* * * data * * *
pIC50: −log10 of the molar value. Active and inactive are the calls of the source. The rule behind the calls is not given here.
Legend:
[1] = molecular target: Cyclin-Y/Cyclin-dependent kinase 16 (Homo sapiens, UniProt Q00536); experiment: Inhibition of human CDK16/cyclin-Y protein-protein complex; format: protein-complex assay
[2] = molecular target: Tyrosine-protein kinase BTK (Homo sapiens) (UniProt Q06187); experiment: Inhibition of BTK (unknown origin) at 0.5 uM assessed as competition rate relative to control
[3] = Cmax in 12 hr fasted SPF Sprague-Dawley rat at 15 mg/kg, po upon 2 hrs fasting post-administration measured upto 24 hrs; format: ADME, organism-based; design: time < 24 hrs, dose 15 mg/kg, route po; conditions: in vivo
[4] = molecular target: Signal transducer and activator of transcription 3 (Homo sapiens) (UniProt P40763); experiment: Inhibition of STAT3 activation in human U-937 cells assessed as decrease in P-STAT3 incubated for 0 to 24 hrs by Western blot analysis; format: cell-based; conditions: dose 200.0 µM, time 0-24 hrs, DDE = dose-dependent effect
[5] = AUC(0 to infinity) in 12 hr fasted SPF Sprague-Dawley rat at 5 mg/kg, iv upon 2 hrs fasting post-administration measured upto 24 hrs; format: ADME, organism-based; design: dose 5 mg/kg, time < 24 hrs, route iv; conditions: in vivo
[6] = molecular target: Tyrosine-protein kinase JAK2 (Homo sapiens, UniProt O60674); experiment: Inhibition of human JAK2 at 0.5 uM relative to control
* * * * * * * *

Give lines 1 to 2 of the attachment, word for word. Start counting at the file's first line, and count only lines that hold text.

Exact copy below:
pIC50: −log10 of the molar value. Active and inactive are the calls of the source. The rule behind the calls is not given here.
Legend: